When ever evolutionary biologists find a similar looking gene, chromosome, or body part in creatures they have assumed are related, they use such “homologies” as proof of that assumption. Unknown to most people, however, similarly designed chromosomes or bones are often found in animals that are not believed in any way to be related. Animals such as the now extinct marsupial Tasmanian Wolf, for example, appeared in many ways identical to wolves found in the rest of the world, yet was not believed to be ancestral or related. The eye of the octopus is probably more similar to the human eye than any other, yet cannot be traced by evolution to the human eye. The concentration of red blood cells in man is far more similar to that of frogs or fish than to many mammals.
Such common features in unrelated animals are said to have evolved convergently, by accident or due to similar environments. If these similarities were to be found in the expected Darwinian order, they would be listed as “further proof” of the Darwinian creation story. But like most similarities that don’t fit the evolutionary theory, they are not commented on in typical high school textbooks. However, they do demand the question; if homologous or similar structures can exist in totally unrelated animals, how can such similarities then be used as proof of common ancestry in others?
On page 141 in the biology textbook called “Life Science”, drawings of the structures of the batwing, the dolphin flipper, and the human arm are shown as visual support for common ancestry. While the similarity is obvious, and the drawings make good use of the power of suggestion, the idea that these structures could exist in totally unrelated animals is not brought to bear on the argument.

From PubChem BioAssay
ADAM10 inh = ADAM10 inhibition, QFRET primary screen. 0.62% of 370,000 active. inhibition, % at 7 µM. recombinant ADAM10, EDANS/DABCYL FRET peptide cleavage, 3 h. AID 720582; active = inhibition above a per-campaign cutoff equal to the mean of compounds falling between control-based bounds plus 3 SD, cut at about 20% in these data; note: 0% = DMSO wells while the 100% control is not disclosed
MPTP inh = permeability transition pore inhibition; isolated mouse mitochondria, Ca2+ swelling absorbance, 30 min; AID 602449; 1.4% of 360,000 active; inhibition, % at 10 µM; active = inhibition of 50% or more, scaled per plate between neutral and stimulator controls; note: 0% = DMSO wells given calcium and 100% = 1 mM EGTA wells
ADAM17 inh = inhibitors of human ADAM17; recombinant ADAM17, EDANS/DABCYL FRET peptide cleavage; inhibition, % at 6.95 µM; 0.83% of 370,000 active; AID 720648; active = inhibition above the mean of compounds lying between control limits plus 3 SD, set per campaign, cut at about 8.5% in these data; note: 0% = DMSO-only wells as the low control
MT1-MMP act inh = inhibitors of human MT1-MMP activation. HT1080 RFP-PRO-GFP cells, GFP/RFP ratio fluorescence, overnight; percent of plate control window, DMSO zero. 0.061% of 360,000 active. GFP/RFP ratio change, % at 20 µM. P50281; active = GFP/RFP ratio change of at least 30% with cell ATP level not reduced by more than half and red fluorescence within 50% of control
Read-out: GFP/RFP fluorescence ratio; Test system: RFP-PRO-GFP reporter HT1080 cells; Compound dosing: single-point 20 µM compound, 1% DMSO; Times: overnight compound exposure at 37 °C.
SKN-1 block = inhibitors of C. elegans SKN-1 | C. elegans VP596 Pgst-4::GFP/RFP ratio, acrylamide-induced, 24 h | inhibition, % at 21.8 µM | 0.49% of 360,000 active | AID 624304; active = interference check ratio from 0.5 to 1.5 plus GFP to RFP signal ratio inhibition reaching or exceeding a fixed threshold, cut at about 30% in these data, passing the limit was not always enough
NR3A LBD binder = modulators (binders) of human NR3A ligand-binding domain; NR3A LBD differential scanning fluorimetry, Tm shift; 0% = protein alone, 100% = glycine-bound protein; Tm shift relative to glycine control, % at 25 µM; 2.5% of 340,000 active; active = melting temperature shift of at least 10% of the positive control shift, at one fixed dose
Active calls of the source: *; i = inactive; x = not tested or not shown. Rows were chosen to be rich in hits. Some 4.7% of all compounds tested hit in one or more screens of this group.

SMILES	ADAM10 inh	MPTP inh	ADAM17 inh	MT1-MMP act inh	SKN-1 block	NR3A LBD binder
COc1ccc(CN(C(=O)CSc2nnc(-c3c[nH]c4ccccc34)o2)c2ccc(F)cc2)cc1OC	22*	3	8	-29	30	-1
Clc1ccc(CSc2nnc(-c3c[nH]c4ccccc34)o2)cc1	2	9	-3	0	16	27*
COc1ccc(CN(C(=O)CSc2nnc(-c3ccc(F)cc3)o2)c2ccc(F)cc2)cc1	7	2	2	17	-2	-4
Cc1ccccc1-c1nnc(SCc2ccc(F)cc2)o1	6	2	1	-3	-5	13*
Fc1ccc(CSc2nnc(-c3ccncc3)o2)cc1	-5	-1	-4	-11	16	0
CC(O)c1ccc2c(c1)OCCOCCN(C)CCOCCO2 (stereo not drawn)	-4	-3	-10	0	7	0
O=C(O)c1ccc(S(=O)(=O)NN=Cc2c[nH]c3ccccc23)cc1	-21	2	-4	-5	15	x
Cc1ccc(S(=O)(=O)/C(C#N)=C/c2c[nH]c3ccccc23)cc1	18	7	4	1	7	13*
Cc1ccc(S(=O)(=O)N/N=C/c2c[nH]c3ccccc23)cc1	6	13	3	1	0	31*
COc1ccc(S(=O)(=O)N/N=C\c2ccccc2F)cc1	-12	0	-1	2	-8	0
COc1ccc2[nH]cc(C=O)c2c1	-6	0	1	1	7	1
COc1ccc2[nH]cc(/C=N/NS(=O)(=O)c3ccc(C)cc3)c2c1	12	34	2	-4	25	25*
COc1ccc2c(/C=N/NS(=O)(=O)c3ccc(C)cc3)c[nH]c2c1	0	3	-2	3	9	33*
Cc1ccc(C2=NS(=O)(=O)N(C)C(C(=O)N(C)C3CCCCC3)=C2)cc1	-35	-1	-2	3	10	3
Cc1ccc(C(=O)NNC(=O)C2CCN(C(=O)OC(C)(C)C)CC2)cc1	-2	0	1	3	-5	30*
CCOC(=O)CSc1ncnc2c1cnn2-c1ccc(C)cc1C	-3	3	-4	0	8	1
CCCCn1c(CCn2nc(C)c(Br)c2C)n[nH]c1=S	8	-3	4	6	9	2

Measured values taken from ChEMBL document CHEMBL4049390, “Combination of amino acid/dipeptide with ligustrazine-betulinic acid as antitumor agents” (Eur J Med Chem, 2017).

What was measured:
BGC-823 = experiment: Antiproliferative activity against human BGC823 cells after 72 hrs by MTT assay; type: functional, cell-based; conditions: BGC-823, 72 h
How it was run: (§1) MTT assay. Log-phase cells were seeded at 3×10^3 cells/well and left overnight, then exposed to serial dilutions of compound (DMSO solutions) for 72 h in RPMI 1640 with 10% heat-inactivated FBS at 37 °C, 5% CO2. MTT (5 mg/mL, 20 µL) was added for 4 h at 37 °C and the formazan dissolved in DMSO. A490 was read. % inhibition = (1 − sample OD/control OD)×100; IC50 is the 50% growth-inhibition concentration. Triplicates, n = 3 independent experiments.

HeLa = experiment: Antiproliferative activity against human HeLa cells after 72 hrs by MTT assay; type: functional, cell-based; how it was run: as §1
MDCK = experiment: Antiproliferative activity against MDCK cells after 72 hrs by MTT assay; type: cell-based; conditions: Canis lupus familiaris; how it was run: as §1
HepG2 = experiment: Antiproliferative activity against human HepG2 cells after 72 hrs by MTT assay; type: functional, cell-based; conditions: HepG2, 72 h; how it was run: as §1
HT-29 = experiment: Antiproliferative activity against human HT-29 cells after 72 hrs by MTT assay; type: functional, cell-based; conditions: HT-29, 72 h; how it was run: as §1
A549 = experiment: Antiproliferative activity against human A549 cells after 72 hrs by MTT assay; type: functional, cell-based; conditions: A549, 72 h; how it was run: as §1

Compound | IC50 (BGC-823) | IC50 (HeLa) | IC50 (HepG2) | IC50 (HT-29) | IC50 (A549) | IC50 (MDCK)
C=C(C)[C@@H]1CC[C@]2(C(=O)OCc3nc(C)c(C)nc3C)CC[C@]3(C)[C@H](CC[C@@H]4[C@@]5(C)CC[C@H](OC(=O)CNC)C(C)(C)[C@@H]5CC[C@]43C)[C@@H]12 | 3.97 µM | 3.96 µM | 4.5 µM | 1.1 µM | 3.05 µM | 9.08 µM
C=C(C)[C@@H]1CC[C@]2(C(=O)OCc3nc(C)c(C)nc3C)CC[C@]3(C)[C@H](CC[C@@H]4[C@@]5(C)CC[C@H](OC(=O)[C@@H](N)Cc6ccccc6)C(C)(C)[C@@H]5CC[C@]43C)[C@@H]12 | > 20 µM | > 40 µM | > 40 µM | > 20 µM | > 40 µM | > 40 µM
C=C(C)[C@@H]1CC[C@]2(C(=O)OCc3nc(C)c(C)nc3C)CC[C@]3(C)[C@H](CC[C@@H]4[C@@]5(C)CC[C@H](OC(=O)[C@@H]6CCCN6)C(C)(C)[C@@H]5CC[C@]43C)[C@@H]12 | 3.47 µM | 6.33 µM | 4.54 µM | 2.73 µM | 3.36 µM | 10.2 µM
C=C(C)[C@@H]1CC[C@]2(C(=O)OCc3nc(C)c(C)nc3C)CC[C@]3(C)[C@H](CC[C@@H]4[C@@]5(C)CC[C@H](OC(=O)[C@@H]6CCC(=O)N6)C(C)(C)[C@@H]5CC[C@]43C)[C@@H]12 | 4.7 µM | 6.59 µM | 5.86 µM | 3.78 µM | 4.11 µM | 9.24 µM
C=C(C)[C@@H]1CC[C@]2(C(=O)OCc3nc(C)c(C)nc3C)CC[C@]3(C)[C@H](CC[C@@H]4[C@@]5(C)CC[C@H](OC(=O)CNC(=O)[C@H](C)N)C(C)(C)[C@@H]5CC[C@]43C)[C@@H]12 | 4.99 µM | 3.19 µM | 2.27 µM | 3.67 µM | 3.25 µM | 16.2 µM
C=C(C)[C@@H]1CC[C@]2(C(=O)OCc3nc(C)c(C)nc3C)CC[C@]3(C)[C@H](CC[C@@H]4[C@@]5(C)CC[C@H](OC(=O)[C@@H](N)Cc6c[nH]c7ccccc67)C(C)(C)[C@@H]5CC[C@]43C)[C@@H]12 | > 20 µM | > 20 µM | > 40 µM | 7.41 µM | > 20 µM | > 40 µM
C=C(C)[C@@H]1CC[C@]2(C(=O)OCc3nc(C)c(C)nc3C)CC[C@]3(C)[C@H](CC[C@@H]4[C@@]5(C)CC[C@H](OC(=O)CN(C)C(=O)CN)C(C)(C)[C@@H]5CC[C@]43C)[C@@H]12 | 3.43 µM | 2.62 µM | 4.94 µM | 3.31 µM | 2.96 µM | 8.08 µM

Why not? Shouldn’t a good science text book bring out both the strengths and weaknesses of a given argument? Nor is the possibility of these similarities being the result of “convergence” the only pertinent information being left out of the textbook discussion here. It has been well-known for decades that the wing and arm structures in the various animals are not controlled by the same genes, and therefore cannot be the result of inheritance through common ancestry.
As Gavin De Beer, former director of the British Museum of Nat’l History noted as far back as 1938 and in his 1971 monograph, Homology: An Unsolved Problem ;
“What mechanism can it be that results in the production of homologous organs, the same patterns, in spite of their not being controlled by the same genes?”
In fact, the existence of homology in nature, when all its aspects are brought into the picture, seems to give far better support for the idea of common design and Designer than the standard Darwinian story being trotted out in the textbook.